United States District Court, W.D. Arkansas, Harrison Division
OPINION AND ORDER
TIMOTHY L. BROOKS STATES DISTRICT JUDGE
a civil rights case filed by the Plaintiff, Robert John
Burgess, under the provisions of 42 U.S.C. § 1983.
Plaintiff proceeds pro se. Plaintiff is no longer
incarcerated, but at all times relevant to the complaint he
was incarcerated in the Boone County Detention Center
Plaintiff has filed an application to proceed in forma
pauperis ("IFP") (Doc. 1) under 28 U.S.C.
§ 1915. Pursuant to 28 U.S.C. § 1915(e)(2), the
Court has the obligation to screen any complaint in which an
individual has sought leave to proceed IFP. 28 U.S.C. §
1915(e)(2). The Court must dismiss a complaint, or any
portion of it, if it contains claims that: (a) are frivolous
or malicious; (b) fail to state a claim upon which relief may
be granted; or, (c) seek monetary relief from a defendant who
is immune from such relief. 28 U.S.C. §1915(e)(2)(B).
to the allegations of the Complaint (Doc. 2), Plaintiff was
booked into the BCDC on March 8, 2016. He alleges he had a
dislocated shoulder, has chronic obstructive pulmonary
disease (COPD), and was on Symbicort inhalers. Plaintiff
alleges he received no treatment for his shoulder, he did not
receive his medication, and he suffered hear attacks on April
19, 2016 and April 30, 2016.
alleges he was not seen by a doctor until May when he was
taken to Mediquick to be seen because he maintained he had
suffered heart attacks. Plaintiff was seen by Dr. Lee who did
not believe Plaintiff suffered heart attacks and ran no
medical tests. After his release from jail, Plaintiff states
he had a test run that showed that he did suffer heart
wants to sue Dr. Lee for "medical malpractice and
medical negligence." As relief, Plaintiff seeks an award
of $250, 000, 000.
Court is obligated to screen a case prior to service of
process being issued. A claim is frivolous when it
"lacks an arguable basis either in law or fact."
Neitzke v. Williams, 490 U.S. 319, 325 (1989). A
claim fails to state a claim upon which relief may be granted
if it does not allege "enough facts to state a claim to
relief that is plausible on its face." Bell Atl.
Corp. v. Twombly, 550 U.S. 544, 570 (2007). The Court
bears in mind, however, that when "evaluating whether a
pro se plaintiff has asserted sufficient facts to
state a claim, we hold 'a pro se complaint,
however inartfully pleaded, ... to less stringent standards
than formal pleadings drafted by lawyers.'"
Jackson v. Nixon, 747 F.3d 537, 541 (8th Cir. 2014)
(quoting Erickson v. Pardus, 551 U.S. 89, 94
1983 provides a federal cause of action for the deprivation,
under color of law, of a citizen's "rights,
privileges, or immunities secured by the Constitution and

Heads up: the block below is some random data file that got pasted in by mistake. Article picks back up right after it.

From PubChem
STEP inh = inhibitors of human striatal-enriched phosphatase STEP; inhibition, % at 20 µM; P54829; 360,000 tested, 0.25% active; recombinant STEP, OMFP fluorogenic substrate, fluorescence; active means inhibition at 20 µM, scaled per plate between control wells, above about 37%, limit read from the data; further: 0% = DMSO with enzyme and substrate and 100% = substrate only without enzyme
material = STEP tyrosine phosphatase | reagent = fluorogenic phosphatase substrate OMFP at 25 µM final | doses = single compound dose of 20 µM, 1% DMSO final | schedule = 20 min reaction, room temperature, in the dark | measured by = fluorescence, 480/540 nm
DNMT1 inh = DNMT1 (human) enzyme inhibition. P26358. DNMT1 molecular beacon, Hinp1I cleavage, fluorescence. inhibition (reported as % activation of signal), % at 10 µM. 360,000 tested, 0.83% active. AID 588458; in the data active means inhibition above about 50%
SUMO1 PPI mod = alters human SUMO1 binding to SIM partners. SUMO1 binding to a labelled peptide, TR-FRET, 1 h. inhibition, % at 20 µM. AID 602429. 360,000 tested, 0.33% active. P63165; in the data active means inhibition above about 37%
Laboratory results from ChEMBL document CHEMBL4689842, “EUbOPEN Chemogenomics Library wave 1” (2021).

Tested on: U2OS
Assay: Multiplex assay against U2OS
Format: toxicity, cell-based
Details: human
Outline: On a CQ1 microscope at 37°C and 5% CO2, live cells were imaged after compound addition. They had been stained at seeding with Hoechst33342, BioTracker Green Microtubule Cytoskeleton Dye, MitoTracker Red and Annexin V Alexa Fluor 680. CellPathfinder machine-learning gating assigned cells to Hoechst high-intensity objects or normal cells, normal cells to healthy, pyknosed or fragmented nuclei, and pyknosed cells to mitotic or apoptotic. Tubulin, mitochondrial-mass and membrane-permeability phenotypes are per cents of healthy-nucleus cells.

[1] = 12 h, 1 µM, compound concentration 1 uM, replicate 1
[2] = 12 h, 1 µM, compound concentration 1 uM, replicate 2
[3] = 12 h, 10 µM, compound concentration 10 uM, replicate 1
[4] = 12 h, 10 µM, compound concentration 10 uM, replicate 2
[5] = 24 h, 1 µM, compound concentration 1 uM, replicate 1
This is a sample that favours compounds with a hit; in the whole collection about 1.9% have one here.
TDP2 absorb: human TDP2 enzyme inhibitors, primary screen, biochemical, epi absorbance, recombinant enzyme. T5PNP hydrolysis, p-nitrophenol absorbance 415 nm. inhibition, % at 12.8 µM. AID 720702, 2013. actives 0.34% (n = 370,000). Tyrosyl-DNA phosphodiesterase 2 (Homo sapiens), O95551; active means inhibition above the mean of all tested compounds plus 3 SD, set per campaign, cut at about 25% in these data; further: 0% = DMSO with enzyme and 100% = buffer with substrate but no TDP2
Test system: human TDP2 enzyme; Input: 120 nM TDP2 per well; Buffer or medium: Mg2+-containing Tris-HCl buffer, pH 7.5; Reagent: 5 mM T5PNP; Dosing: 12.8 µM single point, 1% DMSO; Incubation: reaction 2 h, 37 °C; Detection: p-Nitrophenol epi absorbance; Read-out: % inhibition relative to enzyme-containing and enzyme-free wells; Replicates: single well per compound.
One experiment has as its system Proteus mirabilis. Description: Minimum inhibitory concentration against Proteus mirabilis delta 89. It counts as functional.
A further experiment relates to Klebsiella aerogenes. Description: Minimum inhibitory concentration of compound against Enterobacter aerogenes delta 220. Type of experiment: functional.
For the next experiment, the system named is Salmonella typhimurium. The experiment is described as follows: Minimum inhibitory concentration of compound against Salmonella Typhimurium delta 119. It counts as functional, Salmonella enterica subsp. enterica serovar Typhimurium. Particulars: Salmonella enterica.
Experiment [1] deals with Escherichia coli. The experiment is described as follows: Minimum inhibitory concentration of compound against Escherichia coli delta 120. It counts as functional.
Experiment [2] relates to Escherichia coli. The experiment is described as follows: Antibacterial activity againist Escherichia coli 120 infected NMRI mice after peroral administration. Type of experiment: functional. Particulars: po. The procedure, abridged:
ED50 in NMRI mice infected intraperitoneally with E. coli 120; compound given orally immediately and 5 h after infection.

laws" of the United States. In order to state a claim
under 42 U.S.C. § 1983, a plaintiff must allege that
each defendant acted under color of state law and that he or
she violated a right secured by the Constitution. West v.
Atkins, 487 U.S. 42 (1988); Dunham v. Wadley,
195 F.3d 1007, 1009 (8th Cir. 1999). The deprivation must be
intentional; mere negligence will not suffice to state a
claim for deprivation of a constitutional right under §
1983. Daniels v. Williams, 474 U.S. 327
(1986); Davidson v. Cannon, 474 U.S. 344 (1986).
is a private physician employed by Mediquick. In Montano
v. Hedgepeth, 120 F.3d 844 (8th Cir. 1997), the Eighth
Circuit set forth the analysis to be applied in determining
whether state action exists for purposes of § 1983.
Specifically, the Eighth Circuit said:
In ascertaining the presence of state action, we must examine
the record to determine whether "the conduct allegedly
causing the deprivation of a federal right [is] fairly
attributable to the State." Lugar v. Edmondson Oil
Co., 457 U.S. 922, 937, 102 S.Ct. 2744, 2753, 73 L.Ed.2d
482 (1982). Resolving this question entails a journey down a
particularly fact-bound path, see Id. at 939, 102
S.Ct. at 2754-55, but the Supreme Court has identified two
legal touchstones to provide guidance along the way. To begin
with, there can be no "fair attribution" unless the
alleged constitutional violation was "caused by the
exercise of some right or privilege created by the State or
by a rule of conduct imposed by the State or by a person for
whom the State is responsible." Id. at 937, 102
S.Ct. at 2753. Furthermore, "the party charged with the
deprivation must be a person who may fairly be said to be a
state actor. This may be because he is a state official,
because he has acted together with or has obtained
significant aid from state officials, or because his conduct
is otherwise chargeable to the State." Id.; see also
Roudybush v. label, 813 F.2d 173, 176-77 (8th Cir. 1987)
(repeating two part test).
Montano, 120 F.3d at 848.
case, Plaintiff has alleged only that he was treated ...